Since When Is It Ok For The Government To Force People Out Of Their Homes?


One of the most powerful arguments in favor of Measure 2, which would abolish property taxes in North Dakota, is the idea that with property taxes in place we never really own our homes. Even after paying off our mortgages, the government expects that property taxes be paid. And if you stop paying them, perhaps because you got sick or you lost your job, they can take your home and force you out onto the curb.

If you have to make what amounts to rent payments to the government, facing eviction if you don’t pay, how can anyone say they own their property?

But the coalition of labor unions and big-government special interests who have come together to oppose Measure 2 want you to know that this is all rubbish. The AARP, specifically, reports that only eight people were kicked out of their homes in North Dakota in 2010, and that’s ok because none of them were elderly.

This is one of the most crassly insensitive things I’ve ever read.

On June 12, North Dakotans will choose whether to change the State Constitution, locking in a tax policy that replaces property taxes with an undetermined formula to be devised by the State Legislature. Proponents of the measure argue that eliminating property taxes is the only way to protect homeowners – particularly the elderly on fixed incomes – from being evicted by the government for non-payment of taxes.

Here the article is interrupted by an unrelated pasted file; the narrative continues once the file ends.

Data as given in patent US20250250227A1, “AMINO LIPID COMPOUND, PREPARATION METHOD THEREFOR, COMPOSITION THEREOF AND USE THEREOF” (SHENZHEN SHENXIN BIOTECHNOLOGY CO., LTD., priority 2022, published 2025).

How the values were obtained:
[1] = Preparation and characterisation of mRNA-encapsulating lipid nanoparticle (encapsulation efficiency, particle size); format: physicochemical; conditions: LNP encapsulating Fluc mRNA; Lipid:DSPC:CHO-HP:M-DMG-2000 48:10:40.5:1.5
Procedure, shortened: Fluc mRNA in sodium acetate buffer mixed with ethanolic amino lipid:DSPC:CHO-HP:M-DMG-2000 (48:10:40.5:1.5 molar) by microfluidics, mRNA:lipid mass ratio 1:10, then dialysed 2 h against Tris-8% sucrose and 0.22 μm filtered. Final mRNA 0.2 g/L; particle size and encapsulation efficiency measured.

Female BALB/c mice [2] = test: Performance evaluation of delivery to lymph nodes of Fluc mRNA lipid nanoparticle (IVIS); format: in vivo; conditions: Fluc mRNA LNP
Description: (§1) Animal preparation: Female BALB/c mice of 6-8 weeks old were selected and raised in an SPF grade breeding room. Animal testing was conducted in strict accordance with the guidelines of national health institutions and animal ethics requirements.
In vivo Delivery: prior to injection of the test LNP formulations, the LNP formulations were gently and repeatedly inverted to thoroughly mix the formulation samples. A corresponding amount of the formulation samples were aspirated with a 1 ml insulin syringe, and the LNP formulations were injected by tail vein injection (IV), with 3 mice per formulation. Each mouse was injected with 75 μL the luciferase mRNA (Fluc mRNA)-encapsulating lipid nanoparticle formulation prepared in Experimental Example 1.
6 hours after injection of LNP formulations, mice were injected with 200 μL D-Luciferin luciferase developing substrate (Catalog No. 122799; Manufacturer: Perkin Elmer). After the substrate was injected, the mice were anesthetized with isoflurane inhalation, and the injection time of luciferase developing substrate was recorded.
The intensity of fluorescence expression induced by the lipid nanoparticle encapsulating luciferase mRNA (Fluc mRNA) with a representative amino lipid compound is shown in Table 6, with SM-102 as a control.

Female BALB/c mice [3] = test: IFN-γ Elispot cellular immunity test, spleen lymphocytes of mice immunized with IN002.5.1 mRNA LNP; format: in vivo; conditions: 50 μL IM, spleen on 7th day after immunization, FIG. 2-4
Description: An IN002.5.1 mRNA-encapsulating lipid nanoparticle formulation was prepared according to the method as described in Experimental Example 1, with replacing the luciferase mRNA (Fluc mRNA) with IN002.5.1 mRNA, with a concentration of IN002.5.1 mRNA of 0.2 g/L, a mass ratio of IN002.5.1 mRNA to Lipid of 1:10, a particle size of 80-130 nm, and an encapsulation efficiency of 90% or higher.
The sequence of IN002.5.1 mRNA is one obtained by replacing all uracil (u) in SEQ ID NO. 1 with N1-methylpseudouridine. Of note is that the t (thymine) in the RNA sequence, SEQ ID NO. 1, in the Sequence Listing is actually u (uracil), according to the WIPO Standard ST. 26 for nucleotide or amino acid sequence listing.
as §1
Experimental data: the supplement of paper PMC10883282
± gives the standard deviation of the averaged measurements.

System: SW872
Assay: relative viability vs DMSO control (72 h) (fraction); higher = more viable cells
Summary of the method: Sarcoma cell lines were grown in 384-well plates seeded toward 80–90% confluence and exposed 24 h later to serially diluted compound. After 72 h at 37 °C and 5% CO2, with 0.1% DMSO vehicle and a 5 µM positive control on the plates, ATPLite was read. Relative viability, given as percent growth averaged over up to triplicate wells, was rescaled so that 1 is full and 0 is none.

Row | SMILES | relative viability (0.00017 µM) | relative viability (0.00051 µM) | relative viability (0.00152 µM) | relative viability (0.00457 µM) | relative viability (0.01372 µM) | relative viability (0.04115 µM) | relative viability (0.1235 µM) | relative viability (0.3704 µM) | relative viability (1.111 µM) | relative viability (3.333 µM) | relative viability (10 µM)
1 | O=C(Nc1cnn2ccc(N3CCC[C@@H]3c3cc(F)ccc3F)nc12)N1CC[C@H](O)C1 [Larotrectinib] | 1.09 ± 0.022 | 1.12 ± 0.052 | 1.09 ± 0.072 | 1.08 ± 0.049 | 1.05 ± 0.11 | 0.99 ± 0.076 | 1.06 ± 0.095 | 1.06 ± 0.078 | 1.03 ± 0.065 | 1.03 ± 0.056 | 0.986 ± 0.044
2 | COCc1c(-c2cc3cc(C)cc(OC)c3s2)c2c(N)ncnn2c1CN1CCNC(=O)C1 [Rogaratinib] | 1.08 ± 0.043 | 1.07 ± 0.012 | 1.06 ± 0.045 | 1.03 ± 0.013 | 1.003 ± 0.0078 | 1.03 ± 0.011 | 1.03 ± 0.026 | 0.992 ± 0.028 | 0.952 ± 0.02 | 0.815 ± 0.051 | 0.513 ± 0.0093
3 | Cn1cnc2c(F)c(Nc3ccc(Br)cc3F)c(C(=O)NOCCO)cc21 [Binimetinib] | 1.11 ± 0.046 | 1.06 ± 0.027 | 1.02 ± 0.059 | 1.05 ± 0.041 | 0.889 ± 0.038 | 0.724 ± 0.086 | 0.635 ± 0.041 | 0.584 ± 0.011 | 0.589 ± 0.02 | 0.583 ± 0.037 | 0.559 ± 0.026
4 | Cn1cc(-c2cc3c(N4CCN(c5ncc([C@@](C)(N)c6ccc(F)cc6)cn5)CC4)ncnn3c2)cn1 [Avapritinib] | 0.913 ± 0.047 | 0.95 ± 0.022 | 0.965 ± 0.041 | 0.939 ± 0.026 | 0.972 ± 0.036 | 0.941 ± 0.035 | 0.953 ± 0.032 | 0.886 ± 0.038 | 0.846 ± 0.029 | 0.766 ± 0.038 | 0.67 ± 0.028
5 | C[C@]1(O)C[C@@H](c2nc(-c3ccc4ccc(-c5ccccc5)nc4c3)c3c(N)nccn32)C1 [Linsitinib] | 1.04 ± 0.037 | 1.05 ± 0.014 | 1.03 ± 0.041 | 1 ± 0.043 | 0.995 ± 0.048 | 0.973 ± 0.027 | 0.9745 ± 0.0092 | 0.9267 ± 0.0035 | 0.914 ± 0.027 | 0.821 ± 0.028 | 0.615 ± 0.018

In response to this oft-repeated claim, the North Dakota Association of Counties surveyed County Auditors to get the facts about foreclosures. What they learned is that foreclosures on occupied homes are extraordinarily rare. In 2010, only eight foreclosures statewide involved occupied or recently occupied homes, and none of the occupants were elderly.

It seems to me that one person being forced out of homes they own for non-payment is one too many.

By the way, notice the loophole the Association of Counties and the AARP give themselves in this study. They only count foreclosures on “occupied” homes. That no doubt excludes quite a few homes where the owners, knowing full well they face foreclosure, move out before those proceedings begin.

The property tax is a fundamentally unfair tax. It’s bad for North Dakotans, and the state’s senior citizens specifically, who are the most at-risk.

But the AARP and these other big-government interests care more about the loot than our property.

Rob Port

Rob Port is the editor of In 2011 he was a finalist for the Watch Dog of the Year from the Sam Adams Alliance and winner of the Americans For Prosperity Award for Online Excellence. In 2013 the Washington Post named SAB one of the nation's top state-based political blogs, and named Rob one of the state's best political reporters.

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